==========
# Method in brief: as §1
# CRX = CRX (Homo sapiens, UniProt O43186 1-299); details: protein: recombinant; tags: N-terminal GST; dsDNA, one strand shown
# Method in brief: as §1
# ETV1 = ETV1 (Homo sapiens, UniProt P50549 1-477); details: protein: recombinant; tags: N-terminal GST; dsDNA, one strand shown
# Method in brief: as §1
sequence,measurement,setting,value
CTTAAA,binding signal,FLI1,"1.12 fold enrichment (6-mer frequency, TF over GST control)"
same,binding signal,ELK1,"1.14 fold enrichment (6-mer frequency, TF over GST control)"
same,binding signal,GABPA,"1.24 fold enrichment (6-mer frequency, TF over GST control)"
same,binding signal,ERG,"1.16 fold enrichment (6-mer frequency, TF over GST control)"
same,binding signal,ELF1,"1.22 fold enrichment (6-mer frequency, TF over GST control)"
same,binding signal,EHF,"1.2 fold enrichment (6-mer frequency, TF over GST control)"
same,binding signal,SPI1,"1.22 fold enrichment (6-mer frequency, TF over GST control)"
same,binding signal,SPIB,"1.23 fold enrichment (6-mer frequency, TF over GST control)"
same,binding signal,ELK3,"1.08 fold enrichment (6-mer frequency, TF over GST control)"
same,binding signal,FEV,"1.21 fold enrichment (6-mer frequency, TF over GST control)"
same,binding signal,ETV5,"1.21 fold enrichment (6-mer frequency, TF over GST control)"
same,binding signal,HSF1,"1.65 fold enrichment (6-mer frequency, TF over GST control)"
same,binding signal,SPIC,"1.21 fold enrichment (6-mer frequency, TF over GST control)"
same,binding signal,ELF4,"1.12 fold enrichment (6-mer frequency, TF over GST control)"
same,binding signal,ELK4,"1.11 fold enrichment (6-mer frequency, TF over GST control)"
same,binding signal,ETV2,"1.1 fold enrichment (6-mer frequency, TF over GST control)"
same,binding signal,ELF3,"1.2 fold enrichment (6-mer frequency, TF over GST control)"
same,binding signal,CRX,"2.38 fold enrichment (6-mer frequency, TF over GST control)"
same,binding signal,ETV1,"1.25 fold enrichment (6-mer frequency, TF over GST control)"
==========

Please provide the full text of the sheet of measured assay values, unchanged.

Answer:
# Method in brief: as §1
# CRX = CRX (Homo sapiens, UniProt O43186 1-299); details: protein: recombinant; tags: N-terminal GST; dsDNA, one strand shown
# Method in brief: as §1
# ETV1 = ETV1 (Homo sapiens, UniProt P50549 1-477); details: protein: recombinant; tags: N-terminal GST; dsDNA, one strand shown
# Method in brief: as §1
sequence,measurement,setting,value
CTTAAA,binding signal,FLI1,"1.12 fold enrichment (6-mer frequency, TF over GST control)"
same,binding signal,ELK1,"1.14 fold enrichment (6-mer frequency, TF over GST control)"
same,binding signal,GABPA,"1.24 fold enrichment (6-mer frequency, TF over GST control)"
same,binding signal,ERG,"1.16 fold enrichment (6-mer frequency, TF over GST control)"
same,binding signal,ELF1,"1.22 fold enrichment (6-mer frequency, TF over GST control)"
same,binding signal,EHF,"1.2 fold enrichment (6-mer frequency, TF over GST control)"
same,binding signal,SPI1,"1.22 fold enrichment (6-mer frequency, TF over GST control)"
same,binding signal,SPIB,"1.23 fold enrichment (6-mer frequency, TF over GST control)"
same,binding signal,ELK3,"1.08 fold enrichment (6-mer frequency, TF over GST control)"
same,binding signal,FEV,"1.21 fold enrichment (6-mer frequency, TF over GST control)"
same,binding signal,ETV5,"1.21 fold enrichment (6-mer frequency, TF over GST control)"
same,binding signal,HSF1,"1.65 fold enrichment (6-mer frequency, TF over GST control)"
same,binding signal,SPIC,"1.21 fold enrichment (6-mer frequency, TF over GST control)"
same,binding signal,ELF4,"1.12 fold enrichment (6-mer frequency, TF over GST control)"
same,binding signal,ELK4,"1.11 fold enrichment (6-mer frequency, TF over GST control)"
same,binding signal,ETV2,"1.1 fold enrichment (6-mer frequency, TF over GST control)"
same,binding signal,ELF3,"1.2 fold enrichment (6-mer frequency, TF over GST control)"
same,binding signal,CRX,"2.38 fold enrichment (6-mer frequency, TF over GST control)"
same,binding signal,ETV1,"1.25 fold enrichment (6-mer frequency, TF over GST control)"